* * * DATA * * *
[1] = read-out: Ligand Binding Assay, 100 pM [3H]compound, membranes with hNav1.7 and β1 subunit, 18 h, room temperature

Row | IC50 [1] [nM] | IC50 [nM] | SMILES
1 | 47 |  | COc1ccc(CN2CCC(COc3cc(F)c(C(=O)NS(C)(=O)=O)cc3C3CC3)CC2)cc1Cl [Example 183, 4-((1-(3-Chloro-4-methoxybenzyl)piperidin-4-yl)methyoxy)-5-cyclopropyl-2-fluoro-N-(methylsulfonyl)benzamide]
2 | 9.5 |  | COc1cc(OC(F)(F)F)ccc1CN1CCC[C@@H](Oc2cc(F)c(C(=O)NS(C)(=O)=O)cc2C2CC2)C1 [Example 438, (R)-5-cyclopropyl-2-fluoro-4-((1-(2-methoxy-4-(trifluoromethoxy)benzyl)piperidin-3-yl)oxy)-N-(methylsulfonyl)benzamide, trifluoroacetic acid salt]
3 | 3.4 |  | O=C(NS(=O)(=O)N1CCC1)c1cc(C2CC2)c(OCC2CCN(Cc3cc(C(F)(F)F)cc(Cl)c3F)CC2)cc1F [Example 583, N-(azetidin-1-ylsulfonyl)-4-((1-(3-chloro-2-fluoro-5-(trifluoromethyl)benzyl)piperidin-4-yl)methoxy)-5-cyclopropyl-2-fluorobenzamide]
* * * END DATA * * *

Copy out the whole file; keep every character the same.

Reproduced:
[1] = read-out: Ligand Binding Assay, 100 pM [3H]compound, membranes with hNav1.7 and β1 subunit, 18 h, room temperature

Row | IC50 [1] [nM] | IC50 [nM] | SMILES
1 | 47 |  | COc1ccc(CN2CCC(COc3cc(F)c(C(=O)NS(C)(=O)=O)cc3C3CC3)CC2)cc1Cl [Example 183, 4-((1-(3-Chloro-4-methoxybenzyl)piperidin-4-yl)methyoxy)-5-cyclopropyl-2-fluoro-N-(methylsulfonyl)benzamide]
2 | 9.5 |  | COc1cc(OC(F)(F)F)ccc1CN1CCC[C@@H](Oc2cc(F)c(C(=O)NS(C)(=O)=O)cc2C2CC2)C1 [Example 438, (R)-5-cyclopropyl-2-fluoro-4-((1-(2-methoxy-4-(trifluoromethoxy)benzyl)piperidin-3-yl)oxy)-N-(methylsulfonyl)benzamide, trifluoroacetic acid salt]
3 | 3.4 |  | O=C(NS(=O)(=O)N1CCC1)c1cc(C2CC2)c(OCC2CCN(Cc3cc(C(F)(F)F)cc(Cl)c3F)CC2)cc1F [Example 583, N-(azetidin-1-ylsulfonyl)-4-((1-(3-chloro-2-fluoro-5-(trifluoromethyl)benzyl)piperidin-4-yl)methoxy)-5-cyclopropyl-2-fluorobenzamide]